Most were smoking ciggarrettes and many were raising hip flasks in joy. Joe finally found his own ear.
“Where did you go?”
“Oh, hello Joe. Why here, of course. To hear the man speak.”
“Yes, yes. I know here, but why? Why would you leave me?”
“You just seemed so sound asleep and I hated to wake you. And the melody of his voice was so very soothing. Listen, every word is just pure nectar.”
Joe lifted the tobagan so his remaining ear could better hear. The man on the podium screamed and ranted. He talked of taxes. They were too high for those in front of him and too low for others. There were too many guns and cops but not enough of either. There were people who were hungry and could not get help but also people who needed to get jobs and take care of their own problems. There needed to be more spending but also less. There needed to be a return to the good old days but also an announcement that those days were racist and evil. He declared that the environment must be saved and that it was already beyond saving. He declared that all lived in the best country of the world even though it was a disgrace and horrible place to be.
Joe’s head began to hurt, but his ear simply waved and cheered. It was as if it was hypnotized to the ranting, guttural screaming of the podium man. Joe tried to persuade his ear with logic, “You know that ears are to be on one’s head, not out running about?”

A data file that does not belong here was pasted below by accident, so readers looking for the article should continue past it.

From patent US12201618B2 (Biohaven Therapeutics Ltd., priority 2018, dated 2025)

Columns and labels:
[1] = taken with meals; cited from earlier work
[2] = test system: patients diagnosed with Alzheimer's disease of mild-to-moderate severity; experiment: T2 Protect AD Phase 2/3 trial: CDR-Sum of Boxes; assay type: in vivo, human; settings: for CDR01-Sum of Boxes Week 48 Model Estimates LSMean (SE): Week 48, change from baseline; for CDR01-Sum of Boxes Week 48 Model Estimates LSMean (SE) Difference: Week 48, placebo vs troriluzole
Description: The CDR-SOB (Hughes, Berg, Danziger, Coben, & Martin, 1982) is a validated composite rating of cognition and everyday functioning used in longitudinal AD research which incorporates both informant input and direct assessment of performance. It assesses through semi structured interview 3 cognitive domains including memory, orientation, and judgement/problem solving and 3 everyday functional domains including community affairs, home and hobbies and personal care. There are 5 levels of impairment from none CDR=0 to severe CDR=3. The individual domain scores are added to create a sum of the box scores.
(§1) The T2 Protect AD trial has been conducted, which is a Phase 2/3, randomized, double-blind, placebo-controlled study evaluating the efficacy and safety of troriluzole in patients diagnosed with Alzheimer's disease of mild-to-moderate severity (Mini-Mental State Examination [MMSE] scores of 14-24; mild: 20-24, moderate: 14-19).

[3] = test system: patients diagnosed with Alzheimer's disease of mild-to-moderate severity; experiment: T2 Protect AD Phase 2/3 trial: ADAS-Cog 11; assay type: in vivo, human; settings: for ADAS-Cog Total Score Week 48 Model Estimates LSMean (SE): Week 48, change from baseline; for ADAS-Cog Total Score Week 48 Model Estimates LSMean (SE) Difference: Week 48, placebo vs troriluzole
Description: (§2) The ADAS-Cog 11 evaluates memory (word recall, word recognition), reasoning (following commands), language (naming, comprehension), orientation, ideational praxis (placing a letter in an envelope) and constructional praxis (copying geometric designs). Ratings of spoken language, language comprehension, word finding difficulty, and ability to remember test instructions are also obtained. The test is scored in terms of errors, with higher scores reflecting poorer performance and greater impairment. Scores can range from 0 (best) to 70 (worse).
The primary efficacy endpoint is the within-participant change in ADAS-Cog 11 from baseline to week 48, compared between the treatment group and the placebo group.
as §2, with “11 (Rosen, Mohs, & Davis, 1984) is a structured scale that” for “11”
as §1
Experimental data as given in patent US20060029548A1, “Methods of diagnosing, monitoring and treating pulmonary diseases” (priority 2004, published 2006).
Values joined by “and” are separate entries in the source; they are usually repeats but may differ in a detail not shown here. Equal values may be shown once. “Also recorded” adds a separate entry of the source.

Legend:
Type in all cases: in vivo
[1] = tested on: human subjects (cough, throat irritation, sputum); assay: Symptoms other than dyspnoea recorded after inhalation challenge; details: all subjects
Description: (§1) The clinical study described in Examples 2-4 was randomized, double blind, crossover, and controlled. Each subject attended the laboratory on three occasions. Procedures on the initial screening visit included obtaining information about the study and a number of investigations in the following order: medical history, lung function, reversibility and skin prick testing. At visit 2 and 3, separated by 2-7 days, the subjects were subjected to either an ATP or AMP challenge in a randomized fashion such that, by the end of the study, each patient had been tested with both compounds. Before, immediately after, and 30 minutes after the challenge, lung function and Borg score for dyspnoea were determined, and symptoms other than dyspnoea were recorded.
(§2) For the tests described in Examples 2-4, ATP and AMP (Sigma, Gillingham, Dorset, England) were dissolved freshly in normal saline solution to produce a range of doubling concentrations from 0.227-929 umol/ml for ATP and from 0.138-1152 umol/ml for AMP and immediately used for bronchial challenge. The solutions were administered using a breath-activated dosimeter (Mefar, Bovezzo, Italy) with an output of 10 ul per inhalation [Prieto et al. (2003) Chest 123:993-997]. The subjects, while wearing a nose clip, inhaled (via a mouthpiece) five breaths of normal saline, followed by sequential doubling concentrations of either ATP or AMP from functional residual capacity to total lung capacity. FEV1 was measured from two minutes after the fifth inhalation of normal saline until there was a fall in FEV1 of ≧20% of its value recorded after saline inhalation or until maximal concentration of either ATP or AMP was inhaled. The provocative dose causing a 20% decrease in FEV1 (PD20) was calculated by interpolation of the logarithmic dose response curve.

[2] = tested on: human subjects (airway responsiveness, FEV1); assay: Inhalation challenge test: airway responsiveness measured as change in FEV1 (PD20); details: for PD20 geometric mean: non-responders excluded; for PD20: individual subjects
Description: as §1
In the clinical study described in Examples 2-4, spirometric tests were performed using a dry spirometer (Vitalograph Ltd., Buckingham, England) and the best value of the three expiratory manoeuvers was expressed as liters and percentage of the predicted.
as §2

“Why no, I now have my own voting card. Human oppression has ended. We now are the voting block that decides the future!”
“Well then, could we go elsewhere? Perhaps even hear another speaker? One who has different views, like about ears being independent?”
“Oh no! I have turned my ear deaf to all but this man. He alone is the truth and all others are false media. I must stay true!”
Finally, Joe tried to pull his ear away physically. Two other ears came and declared he was being an oppressive dictator. One screamed, “His ear, his choice! Stop telling him what to do!”
Joe sighed, “But he is MY ear!”
His ear did not respond. Rather it moved up closer to the front where it could cheer for the next occupant of the podium.
Sad, Joe made his way back home, aware that the world would be a bit quieter for him. He met up with the elderly man who had a similar experience. Together they altered course to a small café where the drank coffee and watched as ears of others made their way to the man on the podium and his victorious message of triumph.
I did Story-A-Day for the first time last year during the pandemic. It was a great distraction while working from home and trying not to go stir crazy. It also, as it turns out, was an excellent tool for learning to write better. I learned how to make writing a part of my everyday life. I learned the value of friends and writing groups (particularly Jim and Calvin who participated with me from my local writing group). And I learned the value of prompts. I came up with a handful of decent stories, but I walked away with great material for my WIP's side characters, plot twists, and insights how to craft a better yarn.I would encourage you to join us if you are a writer or an aspiring writer. I hope this year to post a story or two on my blog for your perusal. Throw a comment on it if you like where it s going. Remember, the challenge is to crank out a first draft in one day, so sometimes they need a good bit of spit and polish!